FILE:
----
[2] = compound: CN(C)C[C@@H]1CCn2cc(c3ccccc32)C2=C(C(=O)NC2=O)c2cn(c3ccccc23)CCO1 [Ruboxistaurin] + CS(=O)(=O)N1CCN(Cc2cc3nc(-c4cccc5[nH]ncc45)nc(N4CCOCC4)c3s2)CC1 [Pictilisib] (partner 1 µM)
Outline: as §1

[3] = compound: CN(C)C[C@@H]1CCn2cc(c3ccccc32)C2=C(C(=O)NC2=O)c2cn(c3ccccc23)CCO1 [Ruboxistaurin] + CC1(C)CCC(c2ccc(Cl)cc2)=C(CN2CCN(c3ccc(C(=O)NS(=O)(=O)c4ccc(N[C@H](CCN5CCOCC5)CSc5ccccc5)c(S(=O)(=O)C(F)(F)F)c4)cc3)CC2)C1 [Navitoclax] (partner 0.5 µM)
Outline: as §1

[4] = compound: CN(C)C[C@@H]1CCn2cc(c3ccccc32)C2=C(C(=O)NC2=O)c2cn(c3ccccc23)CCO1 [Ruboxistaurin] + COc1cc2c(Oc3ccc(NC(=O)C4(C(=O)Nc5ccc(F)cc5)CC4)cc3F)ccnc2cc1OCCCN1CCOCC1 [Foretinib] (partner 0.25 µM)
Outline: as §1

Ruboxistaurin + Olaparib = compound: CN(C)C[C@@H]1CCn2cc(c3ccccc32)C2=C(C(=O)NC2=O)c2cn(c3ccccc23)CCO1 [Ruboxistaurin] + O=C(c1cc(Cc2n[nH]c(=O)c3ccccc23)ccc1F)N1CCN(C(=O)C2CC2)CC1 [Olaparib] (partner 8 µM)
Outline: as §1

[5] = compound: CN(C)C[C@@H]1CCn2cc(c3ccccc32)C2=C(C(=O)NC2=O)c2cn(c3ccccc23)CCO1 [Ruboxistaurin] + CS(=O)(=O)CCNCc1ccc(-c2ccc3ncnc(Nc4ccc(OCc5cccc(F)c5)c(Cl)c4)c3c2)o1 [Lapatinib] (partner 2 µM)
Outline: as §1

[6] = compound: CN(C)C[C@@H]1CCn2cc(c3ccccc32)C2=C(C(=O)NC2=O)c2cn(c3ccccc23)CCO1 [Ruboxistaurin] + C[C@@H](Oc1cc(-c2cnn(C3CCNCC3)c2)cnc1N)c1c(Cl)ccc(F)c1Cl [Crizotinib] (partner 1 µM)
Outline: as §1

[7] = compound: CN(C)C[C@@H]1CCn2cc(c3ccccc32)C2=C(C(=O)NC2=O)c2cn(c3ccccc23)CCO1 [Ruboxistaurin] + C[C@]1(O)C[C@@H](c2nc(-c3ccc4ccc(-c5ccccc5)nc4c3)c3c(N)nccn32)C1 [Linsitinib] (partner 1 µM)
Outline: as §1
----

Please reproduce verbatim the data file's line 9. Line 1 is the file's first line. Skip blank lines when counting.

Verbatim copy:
[5] = compound: CN(C)C[C@@H]1CCn2cc(c3ccccc32)C2=C(C(=O)NC2=O)c2cn(c3ccccc23)CCO1 [Ruboxistaurin] + CS(=O)(=O)CCNCc1ccc(-c2ccc3ncnc(Nc4ccc(OCc5cccc(F)c5)c(Cl)c4)c3c2)o1 [Lapatinib] (partner 2 µM)